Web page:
“You might want to take the lead on the next one,” Isabel whispered. “We are closing in on the dungeon. The place is crawling with guards.”

He glanced at Faust.

“The guards that you told me specifically not to fight?” he asked.

“I want you to distract them,” said Faust. “Leave the rest up to me.”

Reluctantly, Joachim went ahead. The doors in this place were ironcast bars, looking out at what seemed to be rows of cells. He could hear a soft groaning coming from somewhere.

He tried to look confident and strong walking upfront. Mentally, he talked himself into character.

I am walking with the authority of my master. I am trained in combat. Even unarmed I can dispatch three of their guards efficiently, if I have to.

They turned a corner and two of them were standing there, surprised by their presence and leveling their spears. They wore some sort of leather armor made of thick, uneven ribbons. It looked just about crappy enough to be historically accurate.

Joachim didn’t speak the language, so he just pointed at one of them, pretending to be angry.

He waved the guard over.

The guard didn’t move.

Joachim pointed at the ground before him and grunted.

The guard didn’t move.

Joachim walked towards them in his best angry gait, until the tips of their spears almost touched his chest. He noticed the tips were semi-translucent. Soulblades. Capable of hurting his soul, apparently.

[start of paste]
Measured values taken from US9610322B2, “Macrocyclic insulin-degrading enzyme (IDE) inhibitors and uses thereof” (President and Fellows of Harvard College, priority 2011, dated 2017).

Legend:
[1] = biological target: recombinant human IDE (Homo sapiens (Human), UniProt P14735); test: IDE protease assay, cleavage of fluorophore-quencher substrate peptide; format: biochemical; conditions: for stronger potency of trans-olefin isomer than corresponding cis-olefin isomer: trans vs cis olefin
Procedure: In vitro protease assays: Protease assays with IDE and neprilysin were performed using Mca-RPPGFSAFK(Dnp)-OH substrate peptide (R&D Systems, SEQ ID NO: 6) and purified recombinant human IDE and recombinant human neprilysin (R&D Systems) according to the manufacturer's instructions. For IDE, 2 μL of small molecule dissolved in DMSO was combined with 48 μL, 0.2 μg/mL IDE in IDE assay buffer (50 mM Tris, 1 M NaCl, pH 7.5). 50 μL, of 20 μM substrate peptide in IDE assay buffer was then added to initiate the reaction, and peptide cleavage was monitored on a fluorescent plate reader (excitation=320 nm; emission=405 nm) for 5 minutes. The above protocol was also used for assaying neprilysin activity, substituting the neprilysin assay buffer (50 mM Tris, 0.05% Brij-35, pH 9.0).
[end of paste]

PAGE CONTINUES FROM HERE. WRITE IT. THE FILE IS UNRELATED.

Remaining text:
Joachim didn’t let them see he was afraid. Instead he made eye contact with the guard he had pointed at. He looked like a young man, perhaps a teenager. If this was really the planet of the dead though, that look would be deceiving. This boy easily had more combat experience than any living soldier on Earth.

Neither of the guards looked particularly scared, but he sure as shit got their attention.

He held their gaze and was surprised when they started to look surprised and then panicked, feverishly trying to maintain control of their spears. Black smoke figures had grabbed their weapons from behind and jerked at them, their feet on the guards’ backs.

It seemed the figures were stronger. The guards fell forward and the figures pushed their weapons into their helpless opponents, again and again and again, neither their armor nor anything else seemed to offer them resistance.

The guards became more and more translucent, their faces contorted in pain. Then they vanished, leaving a belt and a set of strange-looking keys behind.

Seeing this left a strange feeling in Joachim’s stomach. He had seen death before, but never the death of… dead people. There was something inherently one with that. Joachim was not one to believe in an afterlife – even if he was standing in one, there were too many possible explanations yet to explore – but if he did, it would be a place of peace. A place where nothing bad would ever happen to the people living in it, ever again.

Faust’s creations took the form of the now-dead guards, copying the details of their appearance to the dot. It was a scary feat. The armor started to look exactly the same. There didn’t seem to be a hair out of place in the thick mane framing their faces. Did Faust have a photocopy spell? Or was she just… that good?

Finally Faust touched Joachim on the shoulder.

“Proceed,” she said.

Book 2 – Chapter 29

It was when Joachim’s foot stepped down onto solid ground that he realized just how shaky his legs were.